The Star Tribune reported that law enforcement agencies such as Bloomington, St. Paul, and others have purchased license plate readers. I was struck by two points made in the story, "Camera systems can be tweaked to meet the individual needs of departments." The other point being that police have heard few comments that they are acting like "Big Brother".
The reason why law enforcement agencies have not heard concerns about the license plate reader is because hardly anybody knows about it. Secondly, to where the law enforcement agency can decide what "individual needs" are raises privacy and civil liberty concerns.
These cameras can be mounted on police cars or on poles. They can collect thousands of license plate data on cars and individuals in a 8 hour period. A law enforcement agency may focus only on stolen cars and missing persons when the data is compared with those lists. Others may focus on parking meter violations, bench warrants, suspicious persons, cars without insurance, and other types of doings that interest law enforcement.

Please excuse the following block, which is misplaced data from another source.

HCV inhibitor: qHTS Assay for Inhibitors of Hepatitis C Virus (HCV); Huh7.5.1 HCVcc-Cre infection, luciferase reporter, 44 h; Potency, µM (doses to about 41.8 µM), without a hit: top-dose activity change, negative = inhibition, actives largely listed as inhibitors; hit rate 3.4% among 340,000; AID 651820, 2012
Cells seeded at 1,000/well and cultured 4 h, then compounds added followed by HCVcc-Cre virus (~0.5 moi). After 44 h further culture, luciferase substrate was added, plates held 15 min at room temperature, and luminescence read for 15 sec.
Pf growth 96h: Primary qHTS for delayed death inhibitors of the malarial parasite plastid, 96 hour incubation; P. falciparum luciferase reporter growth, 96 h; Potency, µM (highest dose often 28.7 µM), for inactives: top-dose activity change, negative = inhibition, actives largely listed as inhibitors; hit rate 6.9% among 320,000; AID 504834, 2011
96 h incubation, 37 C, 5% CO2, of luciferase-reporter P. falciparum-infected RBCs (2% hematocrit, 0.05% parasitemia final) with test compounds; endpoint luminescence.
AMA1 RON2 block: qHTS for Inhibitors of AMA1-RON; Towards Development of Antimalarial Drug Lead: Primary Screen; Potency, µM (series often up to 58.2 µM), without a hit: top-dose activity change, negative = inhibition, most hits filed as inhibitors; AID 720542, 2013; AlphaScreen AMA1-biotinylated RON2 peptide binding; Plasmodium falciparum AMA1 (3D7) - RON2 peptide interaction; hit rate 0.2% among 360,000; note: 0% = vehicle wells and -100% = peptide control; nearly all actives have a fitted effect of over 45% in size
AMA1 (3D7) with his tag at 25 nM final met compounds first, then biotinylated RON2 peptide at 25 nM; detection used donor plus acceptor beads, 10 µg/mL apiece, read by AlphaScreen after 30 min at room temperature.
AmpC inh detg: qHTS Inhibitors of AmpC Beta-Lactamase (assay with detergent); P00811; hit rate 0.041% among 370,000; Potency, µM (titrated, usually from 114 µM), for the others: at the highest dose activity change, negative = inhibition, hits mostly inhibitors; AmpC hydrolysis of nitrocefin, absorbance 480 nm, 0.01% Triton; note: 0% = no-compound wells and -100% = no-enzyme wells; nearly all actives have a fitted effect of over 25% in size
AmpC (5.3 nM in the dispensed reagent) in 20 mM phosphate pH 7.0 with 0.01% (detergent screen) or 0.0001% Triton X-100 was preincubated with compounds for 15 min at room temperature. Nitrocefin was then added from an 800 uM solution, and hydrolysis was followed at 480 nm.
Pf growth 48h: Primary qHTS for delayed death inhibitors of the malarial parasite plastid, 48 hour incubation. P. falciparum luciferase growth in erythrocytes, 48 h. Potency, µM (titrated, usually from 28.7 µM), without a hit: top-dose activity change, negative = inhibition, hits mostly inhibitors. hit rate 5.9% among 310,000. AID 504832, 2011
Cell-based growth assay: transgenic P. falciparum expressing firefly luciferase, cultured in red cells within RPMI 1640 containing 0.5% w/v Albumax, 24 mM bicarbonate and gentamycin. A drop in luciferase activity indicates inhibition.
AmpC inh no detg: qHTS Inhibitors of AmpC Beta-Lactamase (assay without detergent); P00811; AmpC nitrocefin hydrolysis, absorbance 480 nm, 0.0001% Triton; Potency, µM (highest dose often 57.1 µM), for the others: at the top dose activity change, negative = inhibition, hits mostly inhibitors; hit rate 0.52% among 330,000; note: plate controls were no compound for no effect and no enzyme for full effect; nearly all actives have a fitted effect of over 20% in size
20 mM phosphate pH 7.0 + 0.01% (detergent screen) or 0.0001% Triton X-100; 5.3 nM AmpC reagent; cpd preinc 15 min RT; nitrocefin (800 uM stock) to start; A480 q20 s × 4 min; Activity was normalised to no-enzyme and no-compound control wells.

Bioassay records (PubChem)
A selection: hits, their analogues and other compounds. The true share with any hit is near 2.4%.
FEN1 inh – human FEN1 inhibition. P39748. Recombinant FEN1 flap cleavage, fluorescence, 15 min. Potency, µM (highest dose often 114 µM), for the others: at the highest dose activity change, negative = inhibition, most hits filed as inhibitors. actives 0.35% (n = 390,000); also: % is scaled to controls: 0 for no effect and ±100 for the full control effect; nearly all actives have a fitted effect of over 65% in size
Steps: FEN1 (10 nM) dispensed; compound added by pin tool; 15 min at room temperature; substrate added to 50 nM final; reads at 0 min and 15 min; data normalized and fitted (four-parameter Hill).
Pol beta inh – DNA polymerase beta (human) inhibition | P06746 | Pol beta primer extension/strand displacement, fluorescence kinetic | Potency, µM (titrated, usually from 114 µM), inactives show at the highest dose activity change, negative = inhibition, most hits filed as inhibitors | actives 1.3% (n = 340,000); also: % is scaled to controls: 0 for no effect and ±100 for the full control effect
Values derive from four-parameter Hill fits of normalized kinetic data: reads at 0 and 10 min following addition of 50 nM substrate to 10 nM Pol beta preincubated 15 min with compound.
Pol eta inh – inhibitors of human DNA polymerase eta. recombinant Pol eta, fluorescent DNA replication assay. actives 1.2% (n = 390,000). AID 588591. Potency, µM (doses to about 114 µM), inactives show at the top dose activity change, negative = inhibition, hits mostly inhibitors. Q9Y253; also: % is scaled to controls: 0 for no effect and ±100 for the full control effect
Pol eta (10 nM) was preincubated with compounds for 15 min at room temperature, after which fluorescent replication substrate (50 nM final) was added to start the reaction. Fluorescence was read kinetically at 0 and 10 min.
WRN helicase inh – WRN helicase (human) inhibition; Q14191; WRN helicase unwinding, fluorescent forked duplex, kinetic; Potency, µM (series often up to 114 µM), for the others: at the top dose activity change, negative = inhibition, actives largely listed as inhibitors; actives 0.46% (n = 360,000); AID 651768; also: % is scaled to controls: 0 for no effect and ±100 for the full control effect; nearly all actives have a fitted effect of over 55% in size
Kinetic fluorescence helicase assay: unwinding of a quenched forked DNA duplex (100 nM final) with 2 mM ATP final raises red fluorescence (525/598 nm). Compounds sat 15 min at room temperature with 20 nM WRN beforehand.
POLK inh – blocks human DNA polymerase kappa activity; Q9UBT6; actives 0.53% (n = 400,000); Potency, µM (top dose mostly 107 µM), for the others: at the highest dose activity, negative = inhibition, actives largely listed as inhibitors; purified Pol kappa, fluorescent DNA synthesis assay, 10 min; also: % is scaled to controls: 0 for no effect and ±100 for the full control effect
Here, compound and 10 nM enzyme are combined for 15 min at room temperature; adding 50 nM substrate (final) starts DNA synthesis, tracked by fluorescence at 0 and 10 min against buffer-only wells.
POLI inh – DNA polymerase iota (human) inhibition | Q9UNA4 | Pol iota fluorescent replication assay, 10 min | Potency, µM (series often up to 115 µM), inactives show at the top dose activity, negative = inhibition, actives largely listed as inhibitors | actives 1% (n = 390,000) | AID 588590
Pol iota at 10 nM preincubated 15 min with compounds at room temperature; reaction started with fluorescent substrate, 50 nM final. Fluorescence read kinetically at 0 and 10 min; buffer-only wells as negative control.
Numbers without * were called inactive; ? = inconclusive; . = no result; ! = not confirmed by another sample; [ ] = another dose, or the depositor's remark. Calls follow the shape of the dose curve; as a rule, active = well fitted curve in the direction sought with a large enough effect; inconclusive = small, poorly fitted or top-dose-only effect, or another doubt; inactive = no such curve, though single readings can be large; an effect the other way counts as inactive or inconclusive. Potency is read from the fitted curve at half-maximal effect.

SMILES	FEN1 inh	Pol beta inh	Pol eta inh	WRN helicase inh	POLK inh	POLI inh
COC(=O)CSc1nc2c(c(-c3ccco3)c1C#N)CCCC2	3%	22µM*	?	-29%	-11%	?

The data collected by the readers can be stored, linked for other applications and uses, or compared to information in other databases. What vehicles are in use, where it has been, and where it is going are some of the inferences that can be made from the data collected. The license plate can tell where an individual could be or where the person has been based on who the plate is registered to. Depending on the vendor and the product a database can store images, plate #, date, time, and gps data.
Issues of inaccuracy, mission creep, are among the many issues with the license plate reader. Law enforcement entities creating and retaining a license plate database of our comings and goings have serious privacy and civil liberty implications for Minnesotans.
Other states have taken notice to this technology and have done guidelines and legislation to address the citizen's concerns. I think we need to do so as well.